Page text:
Why a Book About Gilmore Girls?
It’s a question I’ve been asked a few times since starting this project, and certainly there is more than one answer:
- Gilmore Girls is a groundbreaking show that remains an important cultural experience for many fans around the world
- The story of the making of this series has never before been explored in any serious detail
- If the author hadn’t started this project, he would most likely drive away his friends and loved ones with his constant need to discuss the series
However, there’s another reason that was the real clincher for me.
Several months before I started work on The Gilmore Girls Companion, I’d begun conducting interviews for another behind-the-scenes book, this one about the classic American sitcom Soap (which also will be forthcoming next year).
I had the good fortune to speak in depth with such acting greats as Katherine Helmond (Jessica), Robert Mandan (Chester), Robert Guillaume (Benson), Jay Johnson (Chuck and “Bob”) and so many others, as well as the show’s creator, Susan Harris. As strong as each person’s memories of this series were, as sparkling as their anecdotes about the making of this pivotal series were, there were still many details that the passage of 30 years had simply erased. Unfortunately, the years had seen the deaths of several members of the cast as well, forever concealing those memories from us all.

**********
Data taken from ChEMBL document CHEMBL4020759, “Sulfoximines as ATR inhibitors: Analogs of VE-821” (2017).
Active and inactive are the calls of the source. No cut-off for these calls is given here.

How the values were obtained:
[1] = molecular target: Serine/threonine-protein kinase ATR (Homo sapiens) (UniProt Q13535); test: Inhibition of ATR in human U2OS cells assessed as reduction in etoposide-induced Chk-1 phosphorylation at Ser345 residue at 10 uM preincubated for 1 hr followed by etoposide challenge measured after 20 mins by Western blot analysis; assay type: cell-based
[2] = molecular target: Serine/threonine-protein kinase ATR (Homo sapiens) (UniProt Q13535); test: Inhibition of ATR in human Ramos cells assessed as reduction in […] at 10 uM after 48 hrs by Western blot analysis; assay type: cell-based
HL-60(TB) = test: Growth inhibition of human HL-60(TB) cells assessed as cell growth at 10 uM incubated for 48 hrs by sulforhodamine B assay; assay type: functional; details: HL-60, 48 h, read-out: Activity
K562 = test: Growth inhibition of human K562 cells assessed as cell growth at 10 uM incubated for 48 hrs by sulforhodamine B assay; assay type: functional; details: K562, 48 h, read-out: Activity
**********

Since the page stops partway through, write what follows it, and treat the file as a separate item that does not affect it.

After a few months of these interviews, I realized that I, at least, wanted to know what went on behind the scenes in Stars Hollow, what the actors thought of their experiences there, and how so many different people in front of and behind the camera came together to create such an important part of our culture. And I had a feeling that I wasn’t alone in this.
Certainly there are many who believe that television is nothing more than frivolous entertainment, and that there are far more deserving subjects of documentation. But if you’ve smiled at the memory of a funny line from Gilmore Girls months after watching it, used a scene from it to illustrate a point in a discussion, or felt like an idiot for tearing up at a sad moment from the show, yet savored that moment, too, you know that these things DO matter. And you will understand why I had to write this book.